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Cost-Effective Reduction of NOx Emissions from Electricity Generation

Author

Listed:
  • Burtraw, Dallas

    () (Resources for the Future)

  • Palmer, Karen

    () (Resources for the Future)

  • Bharvirkar, Ranjit
  • Paul, Anthony

Abstract

This paper analyzes the benefits and costs of policies to reduce nitrogen oxides (NOx) emissions from electricity generation in the United States. Because emissions of NOx contribute to the high concentration of atmospheric ozone in the eastern states that is associated with health hazards, the U.S. Environmental Protection Agency (EPA) has called on eastern states to formulate state implementation plans (SIPs) for reducing NOx emissions. Our analysis considers three NOx reduction scenarios: a summer seasonal cap in the eastern states covered by EPA’s NOx SIP Call, an annual cap in the same SIP Call region, and a national annual cap. All scenarios allow for emissions trading. Although EPA’s current policy is to implement a seasonal cap in the SIP Call region, this analysis indicates that an annual cap in the SIP Call region would yield about 400 million dollars more in net benefits (benefits less costs) than would a seasonal policy, based on particulate-related health effects only. An annual cap in the SIP Call region is also the policy that is most likely to achieve benefits in excess of costs. Consideration of omissions from this accounting, including the potential benefits from reductions in ozone concentrations, strengthens the finding that an annual program offers greater net benefits than a seasonal program.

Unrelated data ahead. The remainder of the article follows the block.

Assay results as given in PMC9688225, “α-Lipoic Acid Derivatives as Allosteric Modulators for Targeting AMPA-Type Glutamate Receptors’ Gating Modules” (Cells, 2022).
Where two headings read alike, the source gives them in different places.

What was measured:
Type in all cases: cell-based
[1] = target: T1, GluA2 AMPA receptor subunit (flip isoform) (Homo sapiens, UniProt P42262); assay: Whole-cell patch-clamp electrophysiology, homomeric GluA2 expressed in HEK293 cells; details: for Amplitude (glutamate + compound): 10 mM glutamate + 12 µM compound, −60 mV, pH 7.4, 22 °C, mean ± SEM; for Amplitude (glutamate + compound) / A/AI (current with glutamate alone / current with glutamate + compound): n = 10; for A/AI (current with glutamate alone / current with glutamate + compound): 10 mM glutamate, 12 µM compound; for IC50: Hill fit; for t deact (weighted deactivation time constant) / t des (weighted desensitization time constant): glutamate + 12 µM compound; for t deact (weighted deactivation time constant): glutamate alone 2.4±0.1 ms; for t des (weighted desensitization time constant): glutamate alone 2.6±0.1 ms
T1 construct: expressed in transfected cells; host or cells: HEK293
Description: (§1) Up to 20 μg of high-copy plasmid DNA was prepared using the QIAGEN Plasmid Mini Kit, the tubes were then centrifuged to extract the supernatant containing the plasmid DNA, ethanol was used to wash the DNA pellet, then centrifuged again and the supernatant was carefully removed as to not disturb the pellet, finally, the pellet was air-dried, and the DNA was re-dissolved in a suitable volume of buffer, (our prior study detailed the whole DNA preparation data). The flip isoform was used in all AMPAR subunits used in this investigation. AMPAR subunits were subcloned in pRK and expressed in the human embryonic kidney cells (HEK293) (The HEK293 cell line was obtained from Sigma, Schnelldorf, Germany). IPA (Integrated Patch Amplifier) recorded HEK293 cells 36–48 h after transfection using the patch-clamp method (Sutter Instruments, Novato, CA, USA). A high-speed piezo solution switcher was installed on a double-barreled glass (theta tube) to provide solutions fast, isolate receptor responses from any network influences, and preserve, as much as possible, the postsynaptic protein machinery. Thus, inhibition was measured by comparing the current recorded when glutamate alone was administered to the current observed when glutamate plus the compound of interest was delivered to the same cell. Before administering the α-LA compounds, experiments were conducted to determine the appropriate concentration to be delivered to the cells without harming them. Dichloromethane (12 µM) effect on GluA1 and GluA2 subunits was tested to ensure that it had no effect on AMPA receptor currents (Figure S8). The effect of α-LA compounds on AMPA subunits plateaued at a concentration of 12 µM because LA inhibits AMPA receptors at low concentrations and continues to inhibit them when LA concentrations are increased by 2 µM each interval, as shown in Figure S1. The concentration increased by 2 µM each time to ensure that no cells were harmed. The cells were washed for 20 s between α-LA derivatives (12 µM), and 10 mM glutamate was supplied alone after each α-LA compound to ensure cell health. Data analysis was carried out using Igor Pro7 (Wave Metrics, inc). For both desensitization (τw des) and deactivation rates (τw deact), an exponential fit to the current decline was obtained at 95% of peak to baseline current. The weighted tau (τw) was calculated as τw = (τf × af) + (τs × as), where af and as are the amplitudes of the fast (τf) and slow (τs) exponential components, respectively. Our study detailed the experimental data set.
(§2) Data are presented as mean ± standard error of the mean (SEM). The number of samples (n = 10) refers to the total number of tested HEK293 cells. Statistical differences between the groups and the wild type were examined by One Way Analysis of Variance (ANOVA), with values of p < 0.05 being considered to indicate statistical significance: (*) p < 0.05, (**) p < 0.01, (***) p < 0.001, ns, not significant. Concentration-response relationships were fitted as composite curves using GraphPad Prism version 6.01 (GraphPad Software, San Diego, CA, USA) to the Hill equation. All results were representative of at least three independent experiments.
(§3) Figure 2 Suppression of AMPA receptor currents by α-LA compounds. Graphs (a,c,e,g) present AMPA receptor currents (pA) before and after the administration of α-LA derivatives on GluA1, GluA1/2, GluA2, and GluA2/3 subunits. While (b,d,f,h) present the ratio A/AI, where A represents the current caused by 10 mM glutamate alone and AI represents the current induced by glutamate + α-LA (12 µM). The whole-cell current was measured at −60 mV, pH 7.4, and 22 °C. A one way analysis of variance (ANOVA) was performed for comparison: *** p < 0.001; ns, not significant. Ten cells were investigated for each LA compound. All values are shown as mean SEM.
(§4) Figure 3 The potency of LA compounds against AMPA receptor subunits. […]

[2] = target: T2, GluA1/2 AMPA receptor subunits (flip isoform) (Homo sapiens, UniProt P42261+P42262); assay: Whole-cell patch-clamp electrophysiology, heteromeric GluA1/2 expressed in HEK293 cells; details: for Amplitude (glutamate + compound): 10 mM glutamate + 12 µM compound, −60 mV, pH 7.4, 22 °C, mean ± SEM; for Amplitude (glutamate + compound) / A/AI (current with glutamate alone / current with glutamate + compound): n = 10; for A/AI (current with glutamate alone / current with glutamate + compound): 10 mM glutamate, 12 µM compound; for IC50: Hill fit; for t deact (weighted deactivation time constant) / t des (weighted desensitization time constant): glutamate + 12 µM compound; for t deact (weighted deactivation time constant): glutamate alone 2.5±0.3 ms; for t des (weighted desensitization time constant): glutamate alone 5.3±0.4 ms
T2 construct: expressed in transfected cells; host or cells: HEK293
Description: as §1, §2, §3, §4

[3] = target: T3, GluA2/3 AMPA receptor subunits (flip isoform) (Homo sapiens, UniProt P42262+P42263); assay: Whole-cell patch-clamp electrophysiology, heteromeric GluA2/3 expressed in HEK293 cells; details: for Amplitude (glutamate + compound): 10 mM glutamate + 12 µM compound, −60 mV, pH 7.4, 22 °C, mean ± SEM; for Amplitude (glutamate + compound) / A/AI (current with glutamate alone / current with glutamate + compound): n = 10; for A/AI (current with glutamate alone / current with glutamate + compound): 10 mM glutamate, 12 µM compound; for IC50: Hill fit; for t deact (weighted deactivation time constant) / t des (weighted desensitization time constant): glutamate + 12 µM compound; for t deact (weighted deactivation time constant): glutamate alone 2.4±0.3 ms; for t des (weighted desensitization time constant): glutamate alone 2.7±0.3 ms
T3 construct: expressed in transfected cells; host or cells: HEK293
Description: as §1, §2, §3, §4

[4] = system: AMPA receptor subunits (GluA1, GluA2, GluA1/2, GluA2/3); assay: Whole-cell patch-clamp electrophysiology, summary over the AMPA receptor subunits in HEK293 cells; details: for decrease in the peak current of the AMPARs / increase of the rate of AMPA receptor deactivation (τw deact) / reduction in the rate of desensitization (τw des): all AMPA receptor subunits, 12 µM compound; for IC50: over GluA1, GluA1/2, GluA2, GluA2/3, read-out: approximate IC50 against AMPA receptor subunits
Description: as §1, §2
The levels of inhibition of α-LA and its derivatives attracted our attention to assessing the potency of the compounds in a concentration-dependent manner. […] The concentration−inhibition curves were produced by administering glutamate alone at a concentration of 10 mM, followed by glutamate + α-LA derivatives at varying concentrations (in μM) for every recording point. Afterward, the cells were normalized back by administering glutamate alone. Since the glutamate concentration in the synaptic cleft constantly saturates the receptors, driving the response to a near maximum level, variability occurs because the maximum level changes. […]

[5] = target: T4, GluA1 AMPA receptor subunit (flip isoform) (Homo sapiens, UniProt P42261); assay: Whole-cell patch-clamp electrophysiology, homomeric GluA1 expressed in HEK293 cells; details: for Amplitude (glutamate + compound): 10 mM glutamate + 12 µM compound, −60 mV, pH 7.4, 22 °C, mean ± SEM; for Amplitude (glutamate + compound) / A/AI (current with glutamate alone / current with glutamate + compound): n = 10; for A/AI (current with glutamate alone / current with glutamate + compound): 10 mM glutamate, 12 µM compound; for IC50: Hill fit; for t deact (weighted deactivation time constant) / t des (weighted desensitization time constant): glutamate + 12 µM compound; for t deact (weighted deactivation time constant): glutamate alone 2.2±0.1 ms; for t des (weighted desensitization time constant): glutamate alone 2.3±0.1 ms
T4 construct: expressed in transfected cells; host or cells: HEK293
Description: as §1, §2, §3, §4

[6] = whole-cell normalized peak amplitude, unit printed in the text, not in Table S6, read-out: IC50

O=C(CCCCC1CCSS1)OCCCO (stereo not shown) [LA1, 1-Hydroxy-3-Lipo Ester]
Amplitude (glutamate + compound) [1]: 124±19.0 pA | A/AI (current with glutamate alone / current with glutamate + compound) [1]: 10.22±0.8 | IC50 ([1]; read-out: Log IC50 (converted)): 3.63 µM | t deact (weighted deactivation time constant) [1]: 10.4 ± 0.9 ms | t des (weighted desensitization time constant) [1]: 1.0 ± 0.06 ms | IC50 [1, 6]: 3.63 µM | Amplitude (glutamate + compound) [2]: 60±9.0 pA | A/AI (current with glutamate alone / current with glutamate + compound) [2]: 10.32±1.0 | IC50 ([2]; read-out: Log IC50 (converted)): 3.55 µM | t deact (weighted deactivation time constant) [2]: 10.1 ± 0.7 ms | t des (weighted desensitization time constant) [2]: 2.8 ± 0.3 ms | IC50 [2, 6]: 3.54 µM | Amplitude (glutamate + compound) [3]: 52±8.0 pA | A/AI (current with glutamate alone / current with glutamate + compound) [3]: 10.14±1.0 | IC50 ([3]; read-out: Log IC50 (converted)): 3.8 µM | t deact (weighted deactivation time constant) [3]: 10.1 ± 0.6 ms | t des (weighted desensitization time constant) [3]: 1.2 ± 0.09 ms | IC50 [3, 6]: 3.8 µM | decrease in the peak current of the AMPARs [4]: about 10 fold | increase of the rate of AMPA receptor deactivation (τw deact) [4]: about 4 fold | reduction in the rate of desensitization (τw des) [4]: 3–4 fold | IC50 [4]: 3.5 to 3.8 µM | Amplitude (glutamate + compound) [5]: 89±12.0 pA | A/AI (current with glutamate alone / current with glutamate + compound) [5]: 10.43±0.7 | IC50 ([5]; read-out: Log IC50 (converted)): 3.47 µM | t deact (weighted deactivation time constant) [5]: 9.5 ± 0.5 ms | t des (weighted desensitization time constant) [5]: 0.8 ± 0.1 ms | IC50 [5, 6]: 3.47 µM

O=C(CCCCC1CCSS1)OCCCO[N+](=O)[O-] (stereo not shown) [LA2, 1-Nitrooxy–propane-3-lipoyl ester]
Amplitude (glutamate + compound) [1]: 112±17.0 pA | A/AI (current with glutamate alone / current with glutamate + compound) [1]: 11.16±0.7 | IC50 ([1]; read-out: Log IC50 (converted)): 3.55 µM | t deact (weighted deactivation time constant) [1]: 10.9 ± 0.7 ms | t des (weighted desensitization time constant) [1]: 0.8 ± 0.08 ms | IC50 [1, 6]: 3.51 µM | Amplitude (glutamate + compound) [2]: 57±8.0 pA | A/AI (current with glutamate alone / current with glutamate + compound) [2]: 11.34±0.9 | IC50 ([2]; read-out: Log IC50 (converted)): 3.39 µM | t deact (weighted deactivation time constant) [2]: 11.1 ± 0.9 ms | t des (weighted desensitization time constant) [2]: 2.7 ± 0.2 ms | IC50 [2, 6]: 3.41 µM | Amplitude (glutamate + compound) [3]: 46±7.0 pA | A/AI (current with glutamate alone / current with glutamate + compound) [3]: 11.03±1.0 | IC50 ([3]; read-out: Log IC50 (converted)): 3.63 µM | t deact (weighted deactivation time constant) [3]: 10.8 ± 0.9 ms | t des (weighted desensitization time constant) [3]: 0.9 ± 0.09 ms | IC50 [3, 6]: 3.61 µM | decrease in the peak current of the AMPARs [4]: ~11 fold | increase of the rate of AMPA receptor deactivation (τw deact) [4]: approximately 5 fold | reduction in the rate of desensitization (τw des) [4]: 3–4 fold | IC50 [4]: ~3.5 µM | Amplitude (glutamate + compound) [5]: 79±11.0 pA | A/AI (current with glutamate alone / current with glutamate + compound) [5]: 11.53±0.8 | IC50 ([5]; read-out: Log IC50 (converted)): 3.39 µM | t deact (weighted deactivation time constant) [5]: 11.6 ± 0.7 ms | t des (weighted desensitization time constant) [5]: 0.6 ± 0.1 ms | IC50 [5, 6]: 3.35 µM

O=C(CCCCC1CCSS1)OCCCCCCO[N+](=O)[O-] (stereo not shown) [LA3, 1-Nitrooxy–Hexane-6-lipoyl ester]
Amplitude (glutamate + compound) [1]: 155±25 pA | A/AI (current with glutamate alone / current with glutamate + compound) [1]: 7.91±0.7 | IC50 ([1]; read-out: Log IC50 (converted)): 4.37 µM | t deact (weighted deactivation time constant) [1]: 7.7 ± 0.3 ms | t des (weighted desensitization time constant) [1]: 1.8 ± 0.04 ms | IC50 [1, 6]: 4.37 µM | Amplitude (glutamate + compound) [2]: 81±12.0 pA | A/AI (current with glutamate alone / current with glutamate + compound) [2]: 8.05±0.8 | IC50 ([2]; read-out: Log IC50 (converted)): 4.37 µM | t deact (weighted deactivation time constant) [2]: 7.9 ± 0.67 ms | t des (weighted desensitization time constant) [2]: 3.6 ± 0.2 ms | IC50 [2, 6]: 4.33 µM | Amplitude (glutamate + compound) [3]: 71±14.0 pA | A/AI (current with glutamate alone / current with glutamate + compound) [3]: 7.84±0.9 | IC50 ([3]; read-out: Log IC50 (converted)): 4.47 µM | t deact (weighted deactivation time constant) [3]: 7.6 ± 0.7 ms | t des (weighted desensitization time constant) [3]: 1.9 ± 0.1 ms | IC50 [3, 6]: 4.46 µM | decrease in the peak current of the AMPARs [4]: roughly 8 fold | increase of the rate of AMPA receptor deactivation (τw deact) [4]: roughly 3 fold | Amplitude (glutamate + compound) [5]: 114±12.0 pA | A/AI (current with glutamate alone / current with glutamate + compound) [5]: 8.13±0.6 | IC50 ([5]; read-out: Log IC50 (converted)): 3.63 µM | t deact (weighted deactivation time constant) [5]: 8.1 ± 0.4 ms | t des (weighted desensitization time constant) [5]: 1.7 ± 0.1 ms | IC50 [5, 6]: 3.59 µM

Suggested Citation

  • Burtraw, Dallas & Palmer, Karen & Bharvirkar, Ranjit & Paul, Anthony, 2001. "Cost-Effective Reduction of NOx Emissions from Electricity Generation," Discussion Papers dp-00-55-rev, Resources For the Future.
  • Handle: RePEc:rff:dpaper:dp-00-55-rev
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    File URL: http://www.rff.org/RFF/documents/RFF-DP-00-55-REV.pdf
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    References listed on IDEAS

    as
    1. Anna Alberini & Maureen Cropper & Alan Krupnick & Nathalie Simon, 2006. "Willingness to pay for mortality risk reductions: Does latency matter?," Journal of Risk and Uncertainty, Springer, vol. 32(3), pages 231-245, May.
    2. Burtraw, Dallas & Krupnick, Alan J., 1996. "The second-best use of social cost estimates," Resource and Energy Economics, Elsevier, pages 467-489.
    3. Burtraw, Dallas & Palmer, Karen & Bharvirkar, Ranjit & Paul, Anthony, 2001. "Restructuring and Cost of Reducing NOx Emissions in Electricity Generation," Discussion Papers dp-01-10-rev, Resources For the Future.
    4. Rowe, Robert D. & Lang, Carolyn M. & Chestnut, Lauraine G., 1996. "Critical factors in computing externalities for electricity resources," Resource and Energy Economics, Elsevier, vol. 18(4), pages 363-394, December.
    5. Dallas Burtraw & Alan Krupnick & Erin Mansur & David Austin & Deirdre Farrell, 1998. "Costs And Benefits Of Reducing Air Pollutants Related To Acid Rain," Contemporary Economic Policy, Western Economic Association International, vol. 16(4), pages 379-400, October.
    6. Krupnick, Alan & Alberini, Anna & Cropper, Maureen & Simon, Nathalie & O'Brien, Bernie & Goeree, Ron & Heintzelman, Martin, 2002. "Age, Health and the Willingness to Pay for Mortality Risk Reductions: A Contingent Valuation Survey of Ontario Residents," Journal of Risk and Uncertainty, Springer, vol. 24(2), pages 161-186, March.
    7. Banzhaf, H. Spencer & Desvousges, William H. & Johnson, F. Reed, 1996. "Assessing the externalities of electricity generation in the Midwest," Resource and Energy Economics, Elsevier, vol. 18(4), pages 395-421, December.
    8. Williams, Roberton III, 2002. "Environmental Tax Interactions when Pollution Affects Health or Productivity," Journal of Environmental Economics and Management, Elsevier, vol. 44(2), pages 261-270, September.